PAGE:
Blessings and Peace.

  2. You’ve got me sobbing this morning, not only for your loss, but because of the beautiful stories and the eloquence and love with which you share them. My grandma lived next door to me my whole childhood. Those years are filled with memories of happy times and conflicts as three generations of women tried to be in charge! Now I’m reliving those years with my own mom and daughter. (Poor Michael!) As we prepare to move far away from all we know, the fact that we will still be together is what makes it possible to leave. My girl doesn’t fully appreciate grandma yet and I hope she learns to before my mom goes home to heaven. Thank you for sharing your beautiful story, Doug. You are in my prayers.

  3. I’m sorry to hear about your grandma. And yes, I love the fact that she made you the UCLA afghan. I think you should bring it to work with you..

    But seriously, what a gift to have a grandma like her. May her transition to glory be filled with mercy and grace.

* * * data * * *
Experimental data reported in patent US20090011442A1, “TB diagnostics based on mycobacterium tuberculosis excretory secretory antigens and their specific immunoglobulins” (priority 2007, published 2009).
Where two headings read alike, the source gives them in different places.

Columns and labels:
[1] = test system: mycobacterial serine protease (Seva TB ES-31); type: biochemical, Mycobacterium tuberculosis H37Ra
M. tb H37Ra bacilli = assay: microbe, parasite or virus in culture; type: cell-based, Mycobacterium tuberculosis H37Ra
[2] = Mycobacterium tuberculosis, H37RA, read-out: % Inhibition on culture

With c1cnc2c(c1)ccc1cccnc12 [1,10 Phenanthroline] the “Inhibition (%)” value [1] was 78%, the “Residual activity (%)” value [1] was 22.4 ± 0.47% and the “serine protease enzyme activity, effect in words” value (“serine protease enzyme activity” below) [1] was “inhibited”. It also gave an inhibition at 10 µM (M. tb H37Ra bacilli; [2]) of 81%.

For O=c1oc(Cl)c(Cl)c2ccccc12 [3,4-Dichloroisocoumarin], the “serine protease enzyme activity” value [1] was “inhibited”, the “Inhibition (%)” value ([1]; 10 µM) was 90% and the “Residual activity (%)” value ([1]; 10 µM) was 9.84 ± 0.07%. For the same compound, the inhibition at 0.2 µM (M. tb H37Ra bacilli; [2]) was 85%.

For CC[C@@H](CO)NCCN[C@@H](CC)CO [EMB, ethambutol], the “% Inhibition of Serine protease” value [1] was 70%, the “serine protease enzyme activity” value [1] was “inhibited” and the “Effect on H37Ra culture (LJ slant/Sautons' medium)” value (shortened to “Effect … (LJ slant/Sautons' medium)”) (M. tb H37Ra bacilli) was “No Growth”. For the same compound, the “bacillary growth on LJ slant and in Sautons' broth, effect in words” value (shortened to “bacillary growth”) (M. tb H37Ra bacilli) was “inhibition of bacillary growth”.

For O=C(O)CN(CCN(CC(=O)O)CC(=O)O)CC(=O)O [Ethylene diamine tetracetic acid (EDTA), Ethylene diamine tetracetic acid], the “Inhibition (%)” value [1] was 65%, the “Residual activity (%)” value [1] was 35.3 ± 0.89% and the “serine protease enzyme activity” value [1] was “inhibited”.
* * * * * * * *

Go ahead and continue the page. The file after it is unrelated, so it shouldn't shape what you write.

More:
4. I would like to give thanks to God for your grandma. You are a direct result of her . You and your family are a blessing to all that God puts you in touch with.

  5. May the Lord comfort all of you in this letting go time. I completely understand the emotions you are experiencing. Thankful for the example and love she demonstrated. Those memories are priceless.

  6. Sorry to hear about your Grandma. Thank you for sharing this story. I believe that by sharing our memories with others, we keep our loved ones alive in our hearts until we join them again.

  7. Thanks Doug. Shared this with the girls as I explained to them what was happening with Grandma (Great-Grandma). Great memories. BTW, I still have my USC afghan she made for me!

  8. I’m reading this a few days after you posted it so I’m trusting that things are unchanged. I am deeply touched by your willingness to share this time with us, both the difficulties and the blessed memories. So, thank you. I am mourning with you as well as celebrating with you. And I pray that God gives you a vision of the moment of your reunion with your grandma one day. May God comfort you and your family, Doug.